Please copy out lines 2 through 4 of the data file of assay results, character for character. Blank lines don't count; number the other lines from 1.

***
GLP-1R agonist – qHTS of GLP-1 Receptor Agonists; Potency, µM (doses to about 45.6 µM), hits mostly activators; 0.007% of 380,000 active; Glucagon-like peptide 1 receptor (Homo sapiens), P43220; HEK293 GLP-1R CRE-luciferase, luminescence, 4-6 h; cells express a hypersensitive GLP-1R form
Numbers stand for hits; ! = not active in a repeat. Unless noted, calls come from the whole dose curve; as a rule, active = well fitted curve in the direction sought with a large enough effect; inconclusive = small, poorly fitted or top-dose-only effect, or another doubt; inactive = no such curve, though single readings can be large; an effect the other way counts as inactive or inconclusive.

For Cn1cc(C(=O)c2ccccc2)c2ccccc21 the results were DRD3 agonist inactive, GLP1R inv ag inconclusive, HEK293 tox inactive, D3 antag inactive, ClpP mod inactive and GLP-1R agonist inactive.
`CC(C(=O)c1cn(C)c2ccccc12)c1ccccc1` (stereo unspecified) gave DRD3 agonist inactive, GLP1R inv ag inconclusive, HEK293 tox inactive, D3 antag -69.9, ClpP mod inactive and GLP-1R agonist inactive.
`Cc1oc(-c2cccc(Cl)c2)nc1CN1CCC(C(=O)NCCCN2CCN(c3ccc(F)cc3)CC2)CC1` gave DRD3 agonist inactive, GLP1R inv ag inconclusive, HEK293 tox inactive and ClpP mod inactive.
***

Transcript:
Numbers stand for hits; ! = not active in a repeat. Unless noted, calls come from the whole dose curve; as a rule, active = well fitted curve in the direction sought with a large enough effect; inconclusive = small, poorly fitted or top-dose-only effect, or another doubt; inactive = no such curve, though single readings can be large; an effect the other way counts as inactive or inconclusive.

For Cn1cc(C(=O)c2ccccc2)c2ccccc21 the results were DRD3 agonist inactive, GLP1R inv ag inconclusive, HEK293 tox inactive, D3 antag inactive, ClpP mod inactive and GLP-1R agonist inactive.
`CC(C(=O)c1cn(C)c2ccccc12)c1ccccc1` (stereo unspecified) gave DRD3 agonist inactive, GLP1R inv ag inconclusive, HEK293 tox inactive, D3 antag -69.9, ClpP mod inactive and GLP-1R agonist inactive.